By Chris Jozefowicz, published on September 1, 2003 - last reviewed on June 9, 2016
Using phone interviews, men and women were questioned by either a live
person, a recorded human voice or a machine-like voice. The study was conducted by
Mick Couper, an adjunct associate professor of sociology at the University of
Subjects admitted to more stigmatized behaviors -- such as buying or
renting pornography and smoking marijuana -- when they dealt with a recorded
or synthetic voice. It didn't matter how human-like the voice was or
whether it sounded male or female: The mere absence of a real person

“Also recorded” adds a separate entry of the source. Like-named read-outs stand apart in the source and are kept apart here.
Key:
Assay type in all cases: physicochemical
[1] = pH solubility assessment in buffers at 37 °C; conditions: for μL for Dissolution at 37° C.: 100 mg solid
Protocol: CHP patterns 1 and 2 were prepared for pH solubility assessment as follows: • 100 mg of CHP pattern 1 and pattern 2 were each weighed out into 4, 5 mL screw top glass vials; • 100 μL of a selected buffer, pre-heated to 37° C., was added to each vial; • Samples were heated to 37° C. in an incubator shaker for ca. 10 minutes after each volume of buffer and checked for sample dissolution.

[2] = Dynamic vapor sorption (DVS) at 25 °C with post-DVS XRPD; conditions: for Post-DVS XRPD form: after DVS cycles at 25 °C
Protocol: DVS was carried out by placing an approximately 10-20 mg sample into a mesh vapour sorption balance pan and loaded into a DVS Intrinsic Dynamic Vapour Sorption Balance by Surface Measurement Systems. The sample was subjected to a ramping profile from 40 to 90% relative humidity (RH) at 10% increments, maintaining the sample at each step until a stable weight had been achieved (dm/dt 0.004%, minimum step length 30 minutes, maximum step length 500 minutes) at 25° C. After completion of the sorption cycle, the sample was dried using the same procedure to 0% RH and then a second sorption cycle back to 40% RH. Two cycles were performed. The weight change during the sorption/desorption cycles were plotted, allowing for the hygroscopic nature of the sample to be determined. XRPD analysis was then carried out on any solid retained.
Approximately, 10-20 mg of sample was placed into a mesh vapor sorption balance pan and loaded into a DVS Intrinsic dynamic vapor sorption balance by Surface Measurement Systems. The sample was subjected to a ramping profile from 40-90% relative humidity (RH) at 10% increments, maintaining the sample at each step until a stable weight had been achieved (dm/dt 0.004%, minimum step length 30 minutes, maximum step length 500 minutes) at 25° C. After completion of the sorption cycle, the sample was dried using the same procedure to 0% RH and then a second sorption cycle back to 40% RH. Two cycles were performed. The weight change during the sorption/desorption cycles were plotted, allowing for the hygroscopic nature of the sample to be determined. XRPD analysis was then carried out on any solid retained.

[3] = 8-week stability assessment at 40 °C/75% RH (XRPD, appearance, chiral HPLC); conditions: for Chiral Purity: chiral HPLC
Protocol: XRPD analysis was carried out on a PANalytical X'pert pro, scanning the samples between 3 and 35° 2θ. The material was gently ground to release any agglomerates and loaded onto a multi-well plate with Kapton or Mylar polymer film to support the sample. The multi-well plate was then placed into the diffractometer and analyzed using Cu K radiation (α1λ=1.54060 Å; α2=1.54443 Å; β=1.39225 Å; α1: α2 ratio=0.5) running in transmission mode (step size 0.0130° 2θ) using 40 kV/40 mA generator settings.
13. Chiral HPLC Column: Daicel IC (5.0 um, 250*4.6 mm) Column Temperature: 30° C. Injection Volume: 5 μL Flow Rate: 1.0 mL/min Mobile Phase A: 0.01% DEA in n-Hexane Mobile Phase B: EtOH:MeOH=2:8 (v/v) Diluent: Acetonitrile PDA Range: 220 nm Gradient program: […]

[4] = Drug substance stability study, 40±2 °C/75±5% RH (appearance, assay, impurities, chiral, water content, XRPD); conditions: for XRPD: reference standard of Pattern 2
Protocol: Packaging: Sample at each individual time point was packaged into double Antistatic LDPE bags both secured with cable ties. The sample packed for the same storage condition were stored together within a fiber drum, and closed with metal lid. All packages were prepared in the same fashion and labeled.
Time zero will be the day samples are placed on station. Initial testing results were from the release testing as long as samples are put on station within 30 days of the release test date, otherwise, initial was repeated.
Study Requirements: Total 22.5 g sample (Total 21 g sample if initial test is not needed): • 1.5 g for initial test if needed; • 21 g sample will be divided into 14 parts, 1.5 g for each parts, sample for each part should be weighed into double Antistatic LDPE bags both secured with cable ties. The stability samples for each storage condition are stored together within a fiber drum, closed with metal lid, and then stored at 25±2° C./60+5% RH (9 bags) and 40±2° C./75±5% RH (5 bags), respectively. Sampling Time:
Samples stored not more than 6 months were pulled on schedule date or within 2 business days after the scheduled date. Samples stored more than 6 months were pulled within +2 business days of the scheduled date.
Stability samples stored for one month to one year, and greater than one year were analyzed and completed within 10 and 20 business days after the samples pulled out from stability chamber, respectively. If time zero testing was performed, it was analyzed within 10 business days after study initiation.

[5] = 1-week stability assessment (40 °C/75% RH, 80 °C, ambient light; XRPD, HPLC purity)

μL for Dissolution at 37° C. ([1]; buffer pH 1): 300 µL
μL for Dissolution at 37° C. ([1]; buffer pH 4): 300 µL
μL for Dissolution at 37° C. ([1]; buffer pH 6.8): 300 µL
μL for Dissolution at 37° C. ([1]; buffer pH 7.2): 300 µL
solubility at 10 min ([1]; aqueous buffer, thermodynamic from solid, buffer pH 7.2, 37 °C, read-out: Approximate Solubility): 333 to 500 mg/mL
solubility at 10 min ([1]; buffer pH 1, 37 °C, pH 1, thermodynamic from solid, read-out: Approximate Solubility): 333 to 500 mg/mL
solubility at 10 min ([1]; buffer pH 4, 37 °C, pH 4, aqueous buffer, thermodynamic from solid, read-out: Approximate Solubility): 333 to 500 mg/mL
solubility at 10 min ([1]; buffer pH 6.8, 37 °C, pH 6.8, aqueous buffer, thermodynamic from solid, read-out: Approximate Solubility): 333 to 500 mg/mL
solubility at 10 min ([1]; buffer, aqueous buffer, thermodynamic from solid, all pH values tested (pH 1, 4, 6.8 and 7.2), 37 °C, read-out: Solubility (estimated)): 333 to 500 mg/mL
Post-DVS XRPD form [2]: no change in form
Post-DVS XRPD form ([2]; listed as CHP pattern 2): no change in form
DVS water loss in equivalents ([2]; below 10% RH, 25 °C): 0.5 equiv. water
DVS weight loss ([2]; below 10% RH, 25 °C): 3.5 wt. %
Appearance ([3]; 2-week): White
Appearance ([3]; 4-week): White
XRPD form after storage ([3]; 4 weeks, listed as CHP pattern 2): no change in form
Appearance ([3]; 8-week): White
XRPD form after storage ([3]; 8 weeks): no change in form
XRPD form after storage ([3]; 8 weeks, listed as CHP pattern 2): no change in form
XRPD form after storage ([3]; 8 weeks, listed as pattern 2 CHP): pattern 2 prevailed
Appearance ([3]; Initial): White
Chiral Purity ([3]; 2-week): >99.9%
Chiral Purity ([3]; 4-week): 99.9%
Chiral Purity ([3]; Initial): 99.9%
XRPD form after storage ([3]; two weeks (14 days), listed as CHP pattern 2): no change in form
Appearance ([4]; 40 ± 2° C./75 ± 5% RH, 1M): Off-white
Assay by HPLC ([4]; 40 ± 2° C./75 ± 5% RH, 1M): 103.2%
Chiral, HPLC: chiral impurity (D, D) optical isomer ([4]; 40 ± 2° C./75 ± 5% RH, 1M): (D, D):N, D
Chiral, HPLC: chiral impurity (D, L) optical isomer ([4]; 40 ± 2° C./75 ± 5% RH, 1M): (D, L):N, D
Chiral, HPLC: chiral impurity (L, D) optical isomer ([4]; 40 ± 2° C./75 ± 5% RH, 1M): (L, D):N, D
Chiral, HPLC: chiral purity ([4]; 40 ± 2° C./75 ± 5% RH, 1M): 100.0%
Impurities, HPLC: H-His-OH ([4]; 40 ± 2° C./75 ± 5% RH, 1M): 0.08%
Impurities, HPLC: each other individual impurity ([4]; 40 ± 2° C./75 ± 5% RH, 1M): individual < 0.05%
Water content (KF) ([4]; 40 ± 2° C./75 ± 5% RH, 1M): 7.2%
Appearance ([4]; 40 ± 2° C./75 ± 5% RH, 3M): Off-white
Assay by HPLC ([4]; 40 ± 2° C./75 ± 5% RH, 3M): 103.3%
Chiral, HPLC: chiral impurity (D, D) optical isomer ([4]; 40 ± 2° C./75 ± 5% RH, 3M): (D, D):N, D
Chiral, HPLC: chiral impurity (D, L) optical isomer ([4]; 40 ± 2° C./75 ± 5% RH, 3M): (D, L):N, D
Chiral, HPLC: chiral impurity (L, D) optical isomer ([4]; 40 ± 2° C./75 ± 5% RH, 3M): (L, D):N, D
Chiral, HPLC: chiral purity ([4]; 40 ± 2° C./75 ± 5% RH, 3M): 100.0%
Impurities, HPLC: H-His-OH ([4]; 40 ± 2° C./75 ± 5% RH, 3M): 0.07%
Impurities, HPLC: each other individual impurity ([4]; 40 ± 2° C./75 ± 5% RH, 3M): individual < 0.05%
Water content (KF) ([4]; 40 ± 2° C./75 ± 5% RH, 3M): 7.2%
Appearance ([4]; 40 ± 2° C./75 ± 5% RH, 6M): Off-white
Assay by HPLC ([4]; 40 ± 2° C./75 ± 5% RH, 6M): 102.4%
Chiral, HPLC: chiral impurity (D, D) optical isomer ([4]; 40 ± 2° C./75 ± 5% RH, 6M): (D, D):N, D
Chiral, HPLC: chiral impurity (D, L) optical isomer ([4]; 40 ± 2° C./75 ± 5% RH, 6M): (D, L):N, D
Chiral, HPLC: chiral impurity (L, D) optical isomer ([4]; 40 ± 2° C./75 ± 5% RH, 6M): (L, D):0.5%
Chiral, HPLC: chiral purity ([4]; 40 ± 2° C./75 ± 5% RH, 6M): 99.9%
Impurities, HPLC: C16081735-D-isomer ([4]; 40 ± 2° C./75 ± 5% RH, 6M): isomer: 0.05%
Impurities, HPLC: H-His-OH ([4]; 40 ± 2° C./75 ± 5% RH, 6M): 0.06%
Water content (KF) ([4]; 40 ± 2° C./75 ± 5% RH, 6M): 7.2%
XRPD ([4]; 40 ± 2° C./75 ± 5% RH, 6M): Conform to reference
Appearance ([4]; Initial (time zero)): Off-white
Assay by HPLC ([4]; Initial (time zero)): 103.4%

appears to prompt disclosure. Some participants known to have declared
personal bankruptcy were also asked about their bankruptcy history.
Nearly 20 percent denied having declared bankruptcy to a live
interviewer, while less than 10 percent lied to a machine.
Twenty to 25 percent of participants hung up, regardless of whether
a recorded or computer-generated voice gave the survey.
But don't expect a swarm of silicon solicitations just yet. All
calls made in the study began with a live interviewer. Calls initiated
and conducted by a machine may be much less effective. "Even I hang up on
them all the time," Couper says, "and I am a survey researcher."